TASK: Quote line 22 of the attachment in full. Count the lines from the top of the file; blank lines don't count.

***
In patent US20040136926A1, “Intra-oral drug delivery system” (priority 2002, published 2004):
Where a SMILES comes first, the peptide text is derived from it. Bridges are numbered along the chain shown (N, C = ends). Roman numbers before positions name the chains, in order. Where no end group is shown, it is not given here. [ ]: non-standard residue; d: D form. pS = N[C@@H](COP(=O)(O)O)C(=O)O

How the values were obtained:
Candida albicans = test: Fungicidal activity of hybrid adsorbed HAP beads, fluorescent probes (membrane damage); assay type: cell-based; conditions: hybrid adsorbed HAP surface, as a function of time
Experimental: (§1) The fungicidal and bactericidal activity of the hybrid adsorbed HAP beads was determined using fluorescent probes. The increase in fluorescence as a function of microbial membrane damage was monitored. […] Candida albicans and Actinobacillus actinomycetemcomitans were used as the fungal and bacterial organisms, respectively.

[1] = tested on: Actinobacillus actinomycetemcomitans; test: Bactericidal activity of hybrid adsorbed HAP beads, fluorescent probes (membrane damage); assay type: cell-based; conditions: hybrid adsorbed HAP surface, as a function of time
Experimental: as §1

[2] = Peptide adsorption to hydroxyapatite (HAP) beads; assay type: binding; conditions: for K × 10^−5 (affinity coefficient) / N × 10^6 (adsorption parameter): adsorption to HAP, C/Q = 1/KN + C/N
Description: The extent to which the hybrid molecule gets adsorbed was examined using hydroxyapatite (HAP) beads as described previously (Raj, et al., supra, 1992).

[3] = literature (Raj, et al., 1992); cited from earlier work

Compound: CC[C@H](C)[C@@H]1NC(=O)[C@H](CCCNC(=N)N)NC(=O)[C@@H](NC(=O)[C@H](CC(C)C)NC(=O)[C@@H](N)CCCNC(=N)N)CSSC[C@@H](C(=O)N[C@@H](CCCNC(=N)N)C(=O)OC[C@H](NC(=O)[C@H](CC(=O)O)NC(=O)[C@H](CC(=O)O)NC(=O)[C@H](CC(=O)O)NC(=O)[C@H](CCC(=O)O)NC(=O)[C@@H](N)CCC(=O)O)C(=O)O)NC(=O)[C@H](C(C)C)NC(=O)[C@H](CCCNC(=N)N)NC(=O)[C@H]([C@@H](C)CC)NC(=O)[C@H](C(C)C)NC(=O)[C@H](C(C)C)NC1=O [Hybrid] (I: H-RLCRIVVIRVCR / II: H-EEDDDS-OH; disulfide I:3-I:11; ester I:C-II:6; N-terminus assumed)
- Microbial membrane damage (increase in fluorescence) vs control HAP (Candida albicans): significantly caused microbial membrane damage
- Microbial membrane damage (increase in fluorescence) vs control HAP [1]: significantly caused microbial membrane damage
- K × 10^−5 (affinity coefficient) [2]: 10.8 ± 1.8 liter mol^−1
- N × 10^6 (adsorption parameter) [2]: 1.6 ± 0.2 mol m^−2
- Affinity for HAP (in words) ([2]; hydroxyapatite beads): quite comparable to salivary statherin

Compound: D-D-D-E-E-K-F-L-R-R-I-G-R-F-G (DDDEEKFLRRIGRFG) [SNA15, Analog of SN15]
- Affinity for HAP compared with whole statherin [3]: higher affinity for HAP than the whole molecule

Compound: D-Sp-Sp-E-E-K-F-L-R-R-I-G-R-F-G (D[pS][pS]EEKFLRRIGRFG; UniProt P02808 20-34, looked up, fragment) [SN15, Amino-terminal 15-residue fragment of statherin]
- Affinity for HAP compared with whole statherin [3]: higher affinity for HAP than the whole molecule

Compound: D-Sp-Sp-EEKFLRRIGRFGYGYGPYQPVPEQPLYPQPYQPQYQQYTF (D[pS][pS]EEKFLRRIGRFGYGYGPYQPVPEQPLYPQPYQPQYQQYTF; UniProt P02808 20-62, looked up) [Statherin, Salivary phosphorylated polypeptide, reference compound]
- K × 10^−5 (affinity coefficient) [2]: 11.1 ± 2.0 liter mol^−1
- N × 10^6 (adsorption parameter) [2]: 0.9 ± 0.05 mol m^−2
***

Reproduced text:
- K × 10^−5 (affinity coefficient) [2]: 11.1 ± 2.0 liter mol^−1